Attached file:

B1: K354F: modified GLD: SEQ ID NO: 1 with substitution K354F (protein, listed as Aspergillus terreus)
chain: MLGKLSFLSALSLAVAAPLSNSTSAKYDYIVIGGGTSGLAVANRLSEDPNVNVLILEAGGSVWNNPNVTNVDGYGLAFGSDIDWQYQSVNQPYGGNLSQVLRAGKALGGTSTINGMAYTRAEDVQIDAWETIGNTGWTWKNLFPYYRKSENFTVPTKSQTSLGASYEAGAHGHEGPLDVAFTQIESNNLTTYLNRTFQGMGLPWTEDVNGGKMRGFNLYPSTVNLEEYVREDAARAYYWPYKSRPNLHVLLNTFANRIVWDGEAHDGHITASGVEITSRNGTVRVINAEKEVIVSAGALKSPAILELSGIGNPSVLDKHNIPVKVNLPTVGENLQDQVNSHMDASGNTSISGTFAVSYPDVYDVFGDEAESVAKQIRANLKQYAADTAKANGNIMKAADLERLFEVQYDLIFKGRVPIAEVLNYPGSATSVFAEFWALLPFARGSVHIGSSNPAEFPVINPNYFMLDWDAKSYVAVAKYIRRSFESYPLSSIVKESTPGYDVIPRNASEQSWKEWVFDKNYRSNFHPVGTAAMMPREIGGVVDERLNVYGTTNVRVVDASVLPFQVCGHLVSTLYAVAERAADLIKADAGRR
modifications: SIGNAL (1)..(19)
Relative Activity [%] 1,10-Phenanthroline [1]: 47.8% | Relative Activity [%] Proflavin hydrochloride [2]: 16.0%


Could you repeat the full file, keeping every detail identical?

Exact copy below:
B1: K354F: modified GLD: SEQ ID NO: 1 with substitution K354F (protein, listed as Aspergillus terreus)
chain: MLGKLSFLSALSLAVAAPLSNSTSAKYDYIVIGGGTSGLAVANRLSEDPNVNVLILEAGGSVWNNPNVTNVDGYGLAFGSDIDWQYQSVNQPYGGNLSQVLRAGKALGGTSTINGMAYTRAEDVQIDAWETIGNTGWTWKNLFPYYRKSENFTVPTKSQTSLGASYEAGAHGHEGPLDVAFTQIESNNLTTYLNRTFQGMGLPWTEDVNGGKMRGFNLYPSTVNLEEYVREDAARAYYWPYKSRPNLHVLLNTFANRIVWDGEAHDGHITASGVEITSRNGTVRVINAEKEVIVSAGALKSPAILELSGIGNPSVLDKHNIPVKVNLPTVGENLQDQVNSHMDASGNTSISGTFAVSYPDVYDVFGDEAESVAKQIRANLKQYAADTAKANGNIMKAADLERLFEVQYDLIFKGRVPIAEVLNYPGSATSVFAEFWALLPFARGSVHIGSSNPAEFPVINPNYFMLDWDAKSYVAVAKYIRRSFESYPLSSIVKESTPGYDVIPRNASEQSWKEWVFDKNYRSNFHPVGTAAMMPREIGGVVDERLNVYGTTNVRVVDASVLPFQVCGHLVSTLYAVAERAADLIKADAGRR
modifications: SIGNAL (1)..(19)
Relative Activity [%] 1,10-Phenanthroline [1]: 47.8% | Relative Activity [%] Proflavin hydrochloride [2]: 16.0%